According to the Young Earth Creationism viewpoint, the dinosaurs and man co existed. In this viewpoint, how did the dinosaurs perish? What caused them to be eliminated?
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closed as primarily opinion-based by Flimzy, Mr. Bultitude, El'endia Starman♦ Oct 5 '15 at 6:41
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Joseph C. Dillow wrote a book, The Waters Above, about a possible water canopy above the earth that was the source of the downpour. The entire book was an attempt to scientifically measure any of its effects on earth today.
He speculated that with the water canopy, there would be more weight on us and dinosaurs. Based on what we know about hyperbaric healing after surgery, that extra pressure caused longer life for humans and allowed the vaster dinosaurs better blood flow. Once the canopy emptied, lifespans shortened and large dinosaurs could not survive.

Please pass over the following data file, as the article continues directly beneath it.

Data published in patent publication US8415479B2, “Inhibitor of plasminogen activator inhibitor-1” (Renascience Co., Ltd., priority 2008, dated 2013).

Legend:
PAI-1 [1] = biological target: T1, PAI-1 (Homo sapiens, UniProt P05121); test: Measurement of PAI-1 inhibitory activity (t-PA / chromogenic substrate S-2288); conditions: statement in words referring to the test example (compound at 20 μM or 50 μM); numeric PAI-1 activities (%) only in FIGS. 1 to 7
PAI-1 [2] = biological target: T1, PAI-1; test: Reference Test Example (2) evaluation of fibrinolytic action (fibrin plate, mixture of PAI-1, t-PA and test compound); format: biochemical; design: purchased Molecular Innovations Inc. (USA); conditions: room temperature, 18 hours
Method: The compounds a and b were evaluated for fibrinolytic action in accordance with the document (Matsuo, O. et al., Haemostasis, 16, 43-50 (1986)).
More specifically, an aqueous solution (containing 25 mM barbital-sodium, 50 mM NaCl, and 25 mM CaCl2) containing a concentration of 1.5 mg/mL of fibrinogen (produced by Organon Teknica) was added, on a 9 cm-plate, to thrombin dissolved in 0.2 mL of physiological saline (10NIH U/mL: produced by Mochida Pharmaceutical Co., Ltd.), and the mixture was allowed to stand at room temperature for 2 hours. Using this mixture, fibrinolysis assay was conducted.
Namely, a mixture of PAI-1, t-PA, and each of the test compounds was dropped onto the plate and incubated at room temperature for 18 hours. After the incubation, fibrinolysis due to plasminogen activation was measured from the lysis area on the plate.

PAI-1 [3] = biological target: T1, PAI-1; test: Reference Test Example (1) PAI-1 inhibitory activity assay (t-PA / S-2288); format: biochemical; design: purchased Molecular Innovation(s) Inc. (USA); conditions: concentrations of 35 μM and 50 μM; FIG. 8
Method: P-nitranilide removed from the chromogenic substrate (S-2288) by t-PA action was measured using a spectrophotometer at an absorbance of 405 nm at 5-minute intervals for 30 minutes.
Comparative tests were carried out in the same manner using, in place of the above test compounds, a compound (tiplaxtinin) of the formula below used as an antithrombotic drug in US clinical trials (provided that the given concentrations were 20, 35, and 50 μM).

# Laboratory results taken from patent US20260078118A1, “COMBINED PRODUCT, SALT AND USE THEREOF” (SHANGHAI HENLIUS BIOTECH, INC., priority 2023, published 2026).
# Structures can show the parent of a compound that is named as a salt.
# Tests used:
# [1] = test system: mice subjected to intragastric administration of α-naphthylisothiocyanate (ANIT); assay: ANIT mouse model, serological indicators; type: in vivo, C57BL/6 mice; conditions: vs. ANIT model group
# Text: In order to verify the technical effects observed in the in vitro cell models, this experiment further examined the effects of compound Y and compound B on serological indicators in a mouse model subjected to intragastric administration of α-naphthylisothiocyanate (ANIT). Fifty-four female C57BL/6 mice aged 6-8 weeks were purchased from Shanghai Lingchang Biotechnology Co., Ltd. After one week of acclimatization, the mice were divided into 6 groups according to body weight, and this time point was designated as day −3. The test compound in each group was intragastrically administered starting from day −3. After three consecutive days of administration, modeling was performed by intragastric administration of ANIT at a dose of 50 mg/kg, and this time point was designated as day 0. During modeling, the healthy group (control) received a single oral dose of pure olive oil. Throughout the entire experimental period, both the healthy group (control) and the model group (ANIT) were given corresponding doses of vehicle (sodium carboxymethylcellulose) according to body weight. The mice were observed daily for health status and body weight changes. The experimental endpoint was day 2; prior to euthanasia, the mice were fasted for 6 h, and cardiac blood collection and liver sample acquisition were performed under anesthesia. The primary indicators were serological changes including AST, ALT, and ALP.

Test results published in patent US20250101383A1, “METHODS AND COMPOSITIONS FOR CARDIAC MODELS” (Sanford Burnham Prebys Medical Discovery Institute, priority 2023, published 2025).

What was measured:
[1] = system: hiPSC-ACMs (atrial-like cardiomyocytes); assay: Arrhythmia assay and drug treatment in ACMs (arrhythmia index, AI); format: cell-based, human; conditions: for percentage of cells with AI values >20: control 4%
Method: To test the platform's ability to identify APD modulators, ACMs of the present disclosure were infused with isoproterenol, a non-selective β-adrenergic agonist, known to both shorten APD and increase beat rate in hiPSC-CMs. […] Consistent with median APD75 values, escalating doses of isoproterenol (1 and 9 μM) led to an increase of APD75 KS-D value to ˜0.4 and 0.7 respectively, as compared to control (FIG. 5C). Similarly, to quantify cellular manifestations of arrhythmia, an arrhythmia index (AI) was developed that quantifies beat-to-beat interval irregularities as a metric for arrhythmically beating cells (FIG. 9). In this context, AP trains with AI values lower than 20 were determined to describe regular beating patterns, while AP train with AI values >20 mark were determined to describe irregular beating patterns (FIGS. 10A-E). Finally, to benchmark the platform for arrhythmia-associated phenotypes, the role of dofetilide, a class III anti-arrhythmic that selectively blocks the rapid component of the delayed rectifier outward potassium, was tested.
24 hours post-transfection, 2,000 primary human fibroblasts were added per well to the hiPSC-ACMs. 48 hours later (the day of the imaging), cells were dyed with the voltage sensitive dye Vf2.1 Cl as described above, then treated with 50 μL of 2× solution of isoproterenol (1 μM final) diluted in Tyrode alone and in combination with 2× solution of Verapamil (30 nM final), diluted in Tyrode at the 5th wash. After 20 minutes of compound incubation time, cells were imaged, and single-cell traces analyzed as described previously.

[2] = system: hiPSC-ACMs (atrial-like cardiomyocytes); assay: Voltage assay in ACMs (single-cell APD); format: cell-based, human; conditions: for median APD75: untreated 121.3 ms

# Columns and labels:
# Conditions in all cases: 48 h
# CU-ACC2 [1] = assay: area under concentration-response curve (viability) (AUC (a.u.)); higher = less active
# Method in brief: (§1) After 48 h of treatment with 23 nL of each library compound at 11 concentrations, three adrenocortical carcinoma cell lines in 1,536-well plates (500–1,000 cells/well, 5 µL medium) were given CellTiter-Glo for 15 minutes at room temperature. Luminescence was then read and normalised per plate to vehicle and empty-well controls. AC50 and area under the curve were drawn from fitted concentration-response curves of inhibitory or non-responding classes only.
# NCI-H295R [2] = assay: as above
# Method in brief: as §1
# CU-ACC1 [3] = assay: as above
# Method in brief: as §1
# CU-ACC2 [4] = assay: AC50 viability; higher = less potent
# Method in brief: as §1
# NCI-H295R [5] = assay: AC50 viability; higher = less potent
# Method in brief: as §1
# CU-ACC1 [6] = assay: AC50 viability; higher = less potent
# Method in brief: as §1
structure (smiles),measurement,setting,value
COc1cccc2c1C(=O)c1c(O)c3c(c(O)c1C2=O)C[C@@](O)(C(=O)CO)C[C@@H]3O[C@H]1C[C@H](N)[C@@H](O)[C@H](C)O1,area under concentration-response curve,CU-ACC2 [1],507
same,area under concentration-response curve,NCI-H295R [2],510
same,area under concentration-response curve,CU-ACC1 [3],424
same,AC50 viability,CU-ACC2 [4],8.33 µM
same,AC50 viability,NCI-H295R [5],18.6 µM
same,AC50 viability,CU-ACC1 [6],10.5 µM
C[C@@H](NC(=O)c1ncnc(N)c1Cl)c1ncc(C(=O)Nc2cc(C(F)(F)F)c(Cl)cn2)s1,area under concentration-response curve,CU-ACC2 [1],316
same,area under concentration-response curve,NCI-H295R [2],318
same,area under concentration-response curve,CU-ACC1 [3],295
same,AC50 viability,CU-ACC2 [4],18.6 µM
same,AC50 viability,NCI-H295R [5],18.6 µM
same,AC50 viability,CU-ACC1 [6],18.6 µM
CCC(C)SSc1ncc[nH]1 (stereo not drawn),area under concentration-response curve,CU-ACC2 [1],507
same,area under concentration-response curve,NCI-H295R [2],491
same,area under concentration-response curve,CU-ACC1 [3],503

I'm not sure the water canopy is a valid theory anymore, though.
[One interesting tidbit in the book was that after the flood event, Noah got drunk (Gen. 9:21). Dillow noted that the lesser pressure causes faster fermentation than normal, so Noah may have thought he was drinking something milder at the time.]
One thing about dinosaurs: Whenever we see or read about them, the huge lizards inevitably figure prominently. Yet bones of these monsters account for a fraction of 0.01 of skeletons found. The vast amount of prehistoric beings found were shellfish and animals no larger than sheep. Quick -- what are today's largest known animals you can think of off the top of your head? Not many, huh? So it was in the ancient world. Sorry to digress.
The normal young earth creationist perspective is that a few factors resulted in their demise: